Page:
Protein Dosage
Again, different people will give different advice, but a figure that seems to be mentioned a lot is that ‘active’ amateur athletes need around 1.5g of protein per kg of bodyweight each day.  Now obviously a lot of protein comes from the normal foods we eat, but it is perhaps worth seeing if you can use recovery drinks to make sure you reach your target intake on days when you have exercised hard.   In terms of the maximal amount of protein to take in a single ‘sitting’, the average advice seems to be around 20g (some sources state that any more than 20g delivers minimal benefits, or may even be detrimental).

There are no doubt many other supplements you  ‘could’ add to recovery drinks (Glucosamine for joint health, for example) but hopefully the information above will give you a starting point to consider you own recovery needs and how you can improve your ability to train and race hard.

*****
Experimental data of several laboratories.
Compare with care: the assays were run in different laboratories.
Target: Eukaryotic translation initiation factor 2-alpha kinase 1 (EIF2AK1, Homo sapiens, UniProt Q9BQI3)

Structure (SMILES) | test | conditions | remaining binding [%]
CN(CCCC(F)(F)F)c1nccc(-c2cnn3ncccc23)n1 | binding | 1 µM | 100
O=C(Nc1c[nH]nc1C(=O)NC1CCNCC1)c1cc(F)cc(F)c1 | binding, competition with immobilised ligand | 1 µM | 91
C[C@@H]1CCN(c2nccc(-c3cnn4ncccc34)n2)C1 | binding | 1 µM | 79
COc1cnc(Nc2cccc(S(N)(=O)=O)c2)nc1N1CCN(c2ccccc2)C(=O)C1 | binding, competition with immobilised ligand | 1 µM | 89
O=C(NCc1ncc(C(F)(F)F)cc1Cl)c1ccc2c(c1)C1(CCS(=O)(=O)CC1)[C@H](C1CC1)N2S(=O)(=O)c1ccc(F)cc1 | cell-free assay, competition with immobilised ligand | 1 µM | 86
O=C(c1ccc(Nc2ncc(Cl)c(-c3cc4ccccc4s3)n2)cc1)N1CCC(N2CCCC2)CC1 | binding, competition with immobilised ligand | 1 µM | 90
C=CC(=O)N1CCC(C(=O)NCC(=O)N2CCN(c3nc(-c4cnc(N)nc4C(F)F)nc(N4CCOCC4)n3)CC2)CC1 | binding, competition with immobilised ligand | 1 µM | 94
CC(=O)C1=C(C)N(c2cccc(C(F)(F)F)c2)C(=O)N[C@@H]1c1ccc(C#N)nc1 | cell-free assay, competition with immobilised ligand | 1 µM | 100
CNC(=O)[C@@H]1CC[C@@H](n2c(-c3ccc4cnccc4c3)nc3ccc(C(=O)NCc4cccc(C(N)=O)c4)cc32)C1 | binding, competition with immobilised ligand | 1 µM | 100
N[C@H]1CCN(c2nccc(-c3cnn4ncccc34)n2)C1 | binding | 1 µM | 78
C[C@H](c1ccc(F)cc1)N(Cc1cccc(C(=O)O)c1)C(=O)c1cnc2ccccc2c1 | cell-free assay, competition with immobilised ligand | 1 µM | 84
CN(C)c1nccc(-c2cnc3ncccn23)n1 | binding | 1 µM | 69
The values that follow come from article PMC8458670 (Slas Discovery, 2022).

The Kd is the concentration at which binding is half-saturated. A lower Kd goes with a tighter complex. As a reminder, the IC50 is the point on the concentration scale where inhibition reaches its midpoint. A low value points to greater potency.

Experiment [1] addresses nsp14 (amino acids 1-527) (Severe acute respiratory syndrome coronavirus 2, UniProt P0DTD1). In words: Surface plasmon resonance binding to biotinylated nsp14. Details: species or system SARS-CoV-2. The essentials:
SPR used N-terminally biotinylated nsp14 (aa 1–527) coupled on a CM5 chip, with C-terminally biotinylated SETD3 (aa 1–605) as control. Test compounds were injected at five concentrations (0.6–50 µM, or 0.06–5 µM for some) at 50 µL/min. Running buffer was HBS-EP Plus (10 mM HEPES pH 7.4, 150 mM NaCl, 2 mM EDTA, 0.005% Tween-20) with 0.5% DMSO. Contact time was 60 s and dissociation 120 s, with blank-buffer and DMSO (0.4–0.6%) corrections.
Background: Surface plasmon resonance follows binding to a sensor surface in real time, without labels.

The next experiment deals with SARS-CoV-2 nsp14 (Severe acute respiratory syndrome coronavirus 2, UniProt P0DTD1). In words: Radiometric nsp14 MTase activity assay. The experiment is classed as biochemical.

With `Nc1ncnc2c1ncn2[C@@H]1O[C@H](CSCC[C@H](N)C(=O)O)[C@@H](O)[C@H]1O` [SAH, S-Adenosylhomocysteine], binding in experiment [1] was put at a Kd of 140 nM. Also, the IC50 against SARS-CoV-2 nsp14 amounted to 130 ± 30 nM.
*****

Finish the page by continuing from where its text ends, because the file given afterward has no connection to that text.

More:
If you’ve never tried a proper ‘recovery nutrition’ regime, then perhaps it’s worth a try – and then you can see for yourself if it makes any difference to your ability to race and train harder!

As always, I welcome any feedback or alternative views to what I’ve put above. I look forward to hearing your thoughts! 


Now, back to multi-sport racing… ;) 




0 #1 Advantages And 2014-11-11 05:01
Thanks for sharing your thoughts on gear reviews. Regards